The only important news during Oct 5-11, 2020 was that Google shared via Danny Sullivan, Public Liaison for Search a list of valuable insights on how Autocomplete predictions are generated in Google Search.
How predictions are listed in Autocomplete
First of all, Autocomplete predictions are filled with similar queries for what the online user is searching. If the user searched “best airline”, Google will suggest similar queries to this one, such as:
- best airlines in the world
- best airlines
- best airline credit card
- best airlines to fly
- best airlines in the world 2020
- best airline stock to buy
- best airlines in India
- best airline to fly during covid
- best airlines during covid
- best airline stocks to buy now
How are Autocomplete predictions created?
First of all, Google says that all Autocomplete predictions are based on real user searches, so they’re not manufactured by algorithms or AI. It’s in Google’s interest to be relevant to its users, so sharing what other people are searching for makes total sense rather than creating new queries.
Why Autocomplete predictions may vary
As some of you may have mentioned, using a browser in a different language or from a different location shows different Autocomplete predictions.
Let’s see an example for the same query in Safari browser, using a Romanian IP and an American IP, searching for “bmw price”:
Romanian search Autocomplete suggestions:
American search Autocomplete suggestions:
As you may see above, the results are quite different, showing that Google tries to approximate what the user needs. The closes territory for Romanians searching in English “bmw price” is the UK, which makes geographical sense, as the UK is closer to Romania than the US.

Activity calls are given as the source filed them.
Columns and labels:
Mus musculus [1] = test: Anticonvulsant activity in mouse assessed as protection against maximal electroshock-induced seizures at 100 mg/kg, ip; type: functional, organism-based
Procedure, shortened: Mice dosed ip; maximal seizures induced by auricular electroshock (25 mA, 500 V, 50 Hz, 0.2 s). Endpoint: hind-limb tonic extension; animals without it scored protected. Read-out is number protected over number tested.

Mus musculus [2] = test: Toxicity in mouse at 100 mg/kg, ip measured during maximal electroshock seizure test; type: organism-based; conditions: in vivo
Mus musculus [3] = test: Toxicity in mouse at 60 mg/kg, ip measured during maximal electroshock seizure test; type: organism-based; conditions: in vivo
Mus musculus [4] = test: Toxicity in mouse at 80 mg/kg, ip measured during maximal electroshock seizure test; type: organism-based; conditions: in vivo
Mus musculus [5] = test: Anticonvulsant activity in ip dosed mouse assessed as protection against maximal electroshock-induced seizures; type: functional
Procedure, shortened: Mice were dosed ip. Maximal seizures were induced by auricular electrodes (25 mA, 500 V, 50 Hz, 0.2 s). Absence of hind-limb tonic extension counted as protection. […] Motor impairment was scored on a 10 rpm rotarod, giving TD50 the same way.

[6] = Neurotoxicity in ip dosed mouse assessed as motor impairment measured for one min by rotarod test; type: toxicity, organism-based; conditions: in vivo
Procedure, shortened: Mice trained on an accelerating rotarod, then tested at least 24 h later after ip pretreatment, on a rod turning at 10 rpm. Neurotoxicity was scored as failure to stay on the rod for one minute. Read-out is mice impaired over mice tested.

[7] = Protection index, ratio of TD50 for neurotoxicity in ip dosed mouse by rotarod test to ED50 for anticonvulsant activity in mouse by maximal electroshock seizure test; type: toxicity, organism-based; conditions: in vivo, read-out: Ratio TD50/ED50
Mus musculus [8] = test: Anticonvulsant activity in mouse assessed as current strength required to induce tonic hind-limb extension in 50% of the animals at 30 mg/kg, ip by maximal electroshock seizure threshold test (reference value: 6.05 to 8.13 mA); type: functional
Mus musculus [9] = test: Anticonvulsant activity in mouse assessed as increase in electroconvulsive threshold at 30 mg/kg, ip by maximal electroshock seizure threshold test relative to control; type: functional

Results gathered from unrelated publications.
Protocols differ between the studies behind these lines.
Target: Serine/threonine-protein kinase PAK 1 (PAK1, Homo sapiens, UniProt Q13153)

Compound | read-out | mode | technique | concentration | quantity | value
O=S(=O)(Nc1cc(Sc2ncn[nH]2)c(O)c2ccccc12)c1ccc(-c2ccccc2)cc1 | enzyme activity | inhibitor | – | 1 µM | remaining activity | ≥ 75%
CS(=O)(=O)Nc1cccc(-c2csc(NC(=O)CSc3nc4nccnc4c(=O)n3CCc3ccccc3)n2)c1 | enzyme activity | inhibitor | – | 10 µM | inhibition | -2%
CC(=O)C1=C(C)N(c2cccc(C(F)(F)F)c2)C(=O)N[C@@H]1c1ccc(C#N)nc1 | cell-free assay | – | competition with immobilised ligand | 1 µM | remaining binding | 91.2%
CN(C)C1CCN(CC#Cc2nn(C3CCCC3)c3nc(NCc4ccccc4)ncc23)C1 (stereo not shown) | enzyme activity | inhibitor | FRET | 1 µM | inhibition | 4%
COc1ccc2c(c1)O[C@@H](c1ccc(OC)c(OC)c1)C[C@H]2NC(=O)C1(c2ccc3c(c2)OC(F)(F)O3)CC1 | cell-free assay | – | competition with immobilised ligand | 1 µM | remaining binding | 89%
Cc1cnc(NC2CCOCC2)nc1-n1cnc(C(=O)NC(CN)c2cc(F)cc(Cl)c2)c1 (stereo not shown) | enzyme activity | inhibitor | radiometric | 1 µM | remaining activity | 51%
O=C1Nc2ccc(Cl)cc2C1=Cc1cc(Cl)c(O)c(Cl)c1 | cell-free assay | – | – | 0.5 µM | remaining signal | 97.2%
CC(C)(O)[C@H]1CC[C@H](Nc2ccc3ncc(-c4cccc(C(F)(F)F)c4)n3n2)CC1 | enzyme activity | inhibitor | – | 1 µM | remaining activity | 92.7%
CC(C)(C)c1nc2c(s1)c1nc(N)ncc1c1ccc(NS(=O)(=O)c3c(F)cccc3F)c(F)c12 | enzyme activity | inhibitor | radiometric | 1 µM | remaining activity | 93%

Predicting portions of a search
Sometimes, Google has enough queries to perform on the go predictions, suggesting Autocomplete items for the last part of the search string.
The easiest to test it is to search something specific, like “the actor that plays for” and google will suggest:
- for black panther
- for pennywise
- for harry potter
- for joker
- for thor
- for mandalorian
- for spiderman
- for aquaman
- for anakin skywalker
- for thanos
Rich Autocomplete predictions
More and more, as Google will gather featured images for each URL or topic, these results will catch our eyes and the respective queries will stand out. Pay attention to Rich Autocomplete predictions.
Autocomplete policies. How to report inappropriate predictions
As you have seen in the images above, below the list of predictions it’s a link that says “Report inappropriate predictions”.
All these rules have been listed by Google in their “Autocomplete policies”, which includes:
- Violent or gory predictions
- Sexually explicit, vulgar, or profane predictions
- Hateful predictions against groups
- Sensitive and disparaging terms associated with named individuals
- Dangerous predictions
Read more on blog.google.